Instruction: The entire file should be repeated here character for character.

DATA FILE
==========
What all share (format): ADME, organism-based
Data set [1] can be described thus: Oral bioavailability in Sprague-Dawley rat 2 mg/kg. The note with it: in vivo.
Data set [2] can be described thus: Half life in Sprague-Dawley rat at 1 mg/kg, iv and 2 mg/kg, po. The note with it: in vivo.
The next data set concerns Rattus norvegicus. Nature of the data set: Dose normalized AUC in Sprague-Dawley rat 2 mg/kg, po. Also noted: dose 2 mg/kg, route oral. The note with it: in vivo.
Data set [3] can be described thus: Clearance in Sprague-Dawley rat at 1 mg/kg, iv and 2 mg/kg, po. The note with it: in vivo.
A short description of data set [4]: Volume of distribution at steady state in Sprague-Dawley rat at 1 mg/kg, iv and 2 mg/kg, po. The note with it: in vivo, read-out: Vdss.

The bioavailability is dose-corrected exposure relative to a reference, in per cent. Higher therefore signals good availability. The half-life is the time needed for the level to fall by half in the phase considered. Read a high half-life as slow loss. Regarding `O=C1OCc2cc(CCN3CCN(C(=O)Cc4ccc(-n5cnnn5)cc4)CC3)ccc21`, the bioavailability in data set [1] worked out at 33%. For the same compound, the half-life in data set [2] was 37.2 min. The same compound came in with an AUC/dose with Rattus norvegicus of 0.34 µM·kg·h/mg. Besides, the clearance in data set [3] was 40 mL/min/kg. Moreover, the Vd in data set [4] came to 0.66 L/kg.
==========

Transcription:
What all share (format): ADME, organism-based
Data set [1] can be described thus: Oral bioavailability in Sprague-Dawley rat 2 mg/kg. The note with it: in vivo.
Data set [2] can be described thus: Half life in Sprague-Dawley rat at 1 mg/kg, iv and 2 mg/kg, po. The note with it: in vivo.
The next data set concerns Rattus norvegicus. Nature of the data set: Dose normalized AUC in Sprague-Dawley rat 2 mg/kg, po. Also noted: dose 2 mg/kg, route oral. The note with it: in vivo.
Data set [3] can be described thus: Clearance in Sprague-Dawley rat at 1 mg/kg, iv and 2 mg/kg, po. The note with it: in vivo.
A short description of data set [4]: Volume of distribution at steady state in Sprague-Dawley rat at 1 mg/kg, iv and 2 mg/kg, po. The note with it: in vivo, read-out: Vdss.

The bioavailability is dose-corrected exposure relative to a reference, in per cent. Higher therefore signals good availability. The half-life is the time needed for the level to fall by half in the phase considered. Read a high half-life as slow loss. Regarding `O=C1OCc2cc(CCN3CCN(C(=O)Cc4ccc(-n5cnnn5)cc4)CC3)ccc21`, the bioavailability in data set [1] worked out at 33%. For the same compound, the half-life in data set [2] was 37.2 min. The same compound came in with an AUC/dose with Rattus norvegicus of 0.34 µM·kg·h/mg. Besides, the clearance in data set [3] was 40 mL/min/kg. Moreover, the Vd in data set [4] came to 0.66 L/kg.